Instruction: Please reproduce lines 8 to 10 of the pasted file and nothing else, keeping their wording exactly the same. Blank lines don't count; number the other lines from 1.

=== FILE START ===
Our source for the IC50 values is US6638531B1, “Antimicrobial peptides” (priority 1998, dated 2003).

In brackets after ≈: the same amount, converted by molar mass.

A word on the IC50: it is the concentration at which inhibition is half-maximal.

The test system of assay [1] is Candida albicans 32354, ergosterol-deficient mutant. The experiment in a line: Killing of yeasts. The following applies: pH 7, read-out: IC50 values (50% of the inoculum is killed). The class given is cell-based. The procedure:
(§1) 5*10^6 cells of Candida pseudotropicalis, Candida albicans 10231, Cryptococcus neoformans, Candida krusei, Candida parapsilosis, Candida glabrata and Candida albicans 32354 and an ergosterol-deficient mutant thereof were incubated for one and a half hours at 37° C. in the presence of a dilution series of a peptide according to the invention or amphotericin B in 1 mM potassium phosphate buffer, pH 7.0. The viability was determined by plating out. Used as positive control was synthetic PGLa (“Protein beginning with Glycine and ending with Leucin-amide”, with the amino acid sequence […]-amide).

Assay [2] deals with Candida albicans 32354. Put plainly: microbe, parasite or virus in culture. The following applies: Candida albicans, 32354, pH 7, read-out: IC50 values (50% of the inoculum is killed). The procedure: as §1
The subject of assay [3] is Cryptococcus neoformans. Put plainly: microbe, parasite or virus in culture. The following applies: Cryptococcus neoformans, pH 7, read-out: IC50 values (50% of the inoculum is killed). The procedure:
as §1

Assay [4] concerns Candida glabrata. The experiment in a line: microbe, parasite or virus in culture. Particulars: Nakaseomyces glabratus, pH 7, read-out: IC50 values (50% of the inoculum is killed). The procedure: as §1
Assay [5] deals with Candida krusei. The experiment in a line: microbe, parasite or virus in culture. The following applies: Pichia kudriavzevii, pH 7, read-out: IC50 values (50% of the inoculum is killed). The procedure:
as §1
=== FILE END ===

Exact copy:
as §1

Assay [4] concerns Candida glabrata. The experiment in a line: microbe, parasite or virus in culture. Particulars: Nakaseomyces glabratus, pH 7, read-out: IC50 values (50% of the inoculum is killed). The procedure: as §1
Assay [5] deals with Candida krusei. The experiment in a line: microbe, parasite or virus in culture. The following applies: Pichia kudriavzevii, pH 7, read-out: IC50 values (50% of the inoculum is killed). The procedure: